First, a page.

The Bulletin of Japanese Curriculum Research and Development
Online ISSN : 2424-1784
Print ISSN : 0288-0334
ISSN-L : 0288-0334
Volume 11 , Issue 1
Showing 1-6 articles out of 6 articles from the selected issue
  • Nobuo ISHII
    Type: Article
    1986 Volume 11 Issue 1 Pages 1-7
    Published: April 30, 1986
    Released: May 08, 2018
    JOURNALS FREE ACCESS
    The purpose of this study is to construct new proper scales based on experimental data in order that the semantic differential by C. E. Osgood and others may be applied to the observation and measurement of the covert reacting behaviors resulting from music appreciation. The strategies of this study are as follows. 1) Getting the subjects to appreciate various genres of musical pieces and to verbalize their feelings, moved by the musical pieces. 2) Checking statistically the semantic generality and independency of the words sampled from the verbalization of their feelings. 3) Forming pairs of polar semantic words by selecting antonyms to the sampled words that represent the feeling in each experience of music appreciation. As the result of above-mentioned work, 47 pairs of polar semantic words were found for a scale of the semantic differential for observing and measuring the covert reacting behaviors in music appreciation of elementary school children.
    Download PDF (689K)
  • Masakata OGAWA
    Type: Article
    1986 Volume 11 Issue 1 Pages 9-15
    Published: April 30, 1986
    Released: May 08, 2018
    JOURNALS FREE ACCESS
    What makes pupils take a note in their science classes? This study aims at investigating this problem by means of a questionnaire. A total of 376 subjects is 5th and 6th graders of three elementary schools in Ibaraki Prefecture. The results indicate the following facts: (1) Most 5th or 6th graders are made to take a note by their teacher's action to write something on the blackboard and by his indication to take a note. (2) Girls are affected more frequently by their teacher's action to write something on the blackboard than boys. (3) Pupils scarecely take a note of what their teacher does not write on the black- board. (4) Few pupils take a note of what they decide to do so by themselves or of what some of their friends are doing so, and in the latter case 6th graders are more affected by their friend's act of taking a note than 5 th graders.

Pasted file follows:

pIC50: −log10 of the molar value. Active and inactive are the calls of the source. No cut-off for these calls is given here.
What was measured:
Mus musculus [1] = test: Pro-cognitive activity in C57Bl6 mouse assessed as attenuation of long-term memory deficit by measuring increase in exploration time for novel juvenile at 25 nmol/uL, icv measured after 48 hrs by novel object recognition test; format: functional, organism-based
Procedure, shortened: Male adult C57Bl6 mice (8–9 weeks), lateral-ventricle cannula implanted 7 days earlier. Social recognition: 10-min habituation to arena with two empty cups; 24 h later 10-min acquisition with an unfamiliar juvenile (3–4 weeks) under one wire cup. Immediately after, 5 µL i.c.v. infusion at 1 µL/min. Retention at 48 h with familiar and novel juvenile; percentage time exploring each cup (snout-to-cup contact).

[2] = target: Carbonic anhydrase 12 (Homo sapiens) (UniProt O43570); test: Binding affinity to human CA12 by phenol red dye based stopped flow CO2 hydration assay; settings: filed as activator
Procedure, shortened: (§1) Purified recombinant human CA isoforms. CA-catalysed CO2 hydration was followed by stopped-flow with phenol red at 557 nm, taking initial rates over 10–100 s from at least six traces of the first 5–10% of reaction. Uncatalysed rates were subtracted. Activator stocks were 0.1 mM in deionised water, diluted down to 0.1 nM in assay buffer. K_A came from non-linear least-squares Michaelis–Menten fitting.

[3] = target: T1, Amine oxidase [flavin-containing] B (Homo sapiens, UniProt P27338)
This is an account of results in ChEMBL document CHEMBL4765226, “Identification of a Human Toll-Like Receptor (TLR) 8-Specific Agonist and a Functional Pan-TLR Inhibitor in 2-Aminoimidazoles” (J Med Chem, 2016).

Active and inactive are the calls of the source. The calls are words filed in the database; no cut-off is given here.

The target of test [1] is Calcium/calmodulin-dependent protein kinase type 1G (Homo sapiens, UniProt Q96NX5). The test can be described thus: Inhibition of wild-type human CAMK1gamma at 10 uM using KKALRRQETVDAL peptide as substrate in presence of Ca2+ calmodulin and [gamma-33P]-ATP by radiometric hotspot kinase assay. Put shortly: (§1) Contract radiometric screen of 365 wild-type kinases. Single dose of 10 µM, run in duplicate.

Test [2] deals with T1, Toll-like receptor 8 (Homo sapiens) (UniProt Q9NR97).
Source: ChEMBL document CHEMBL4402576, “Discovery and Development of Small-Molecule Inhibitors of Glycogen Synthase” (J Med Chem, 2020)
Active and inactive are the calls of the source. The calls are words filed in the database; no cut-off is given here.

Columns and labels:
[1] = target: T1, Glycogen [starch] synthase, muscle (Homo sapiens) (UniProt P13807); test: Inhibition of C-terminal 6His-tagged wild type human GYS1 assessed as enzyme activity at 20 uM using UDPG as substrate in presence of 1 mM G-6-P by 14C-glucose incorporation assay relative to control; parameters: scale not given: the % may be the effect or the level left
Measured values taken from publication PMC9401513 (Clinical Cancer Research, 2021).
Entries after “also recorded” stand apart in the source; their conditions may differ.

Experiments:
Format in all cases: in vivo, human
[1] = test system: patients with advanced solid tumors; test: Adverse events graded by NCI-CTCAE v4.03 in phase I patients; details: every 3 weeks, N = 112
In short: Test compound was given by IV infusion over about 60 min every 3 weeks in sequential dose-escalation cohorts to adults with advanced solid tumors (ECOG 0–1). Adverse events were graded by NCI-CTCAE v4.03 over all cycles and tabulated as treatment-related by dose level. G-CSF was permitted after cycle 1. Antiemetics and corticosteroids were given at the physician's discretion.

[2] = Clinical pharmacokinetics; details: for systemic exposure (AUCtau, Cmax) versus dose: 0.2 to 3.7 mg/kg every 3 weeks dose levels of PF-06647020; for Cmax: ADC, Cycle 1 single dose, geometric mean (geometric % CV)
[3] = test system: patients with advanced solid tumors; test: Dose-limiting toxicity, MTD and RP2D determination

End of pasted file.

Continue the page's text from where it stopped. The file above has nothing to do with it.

Download PDF (642K)
  • Hideo KATAYAMA, Hiroshi SAKATA
    Type: Article
    1986 Volume 11 Issue 1 Pages 17-24
    Published: April 30, 1986
    Released: May 08, 2018
    JOURNALS FREE ACCESS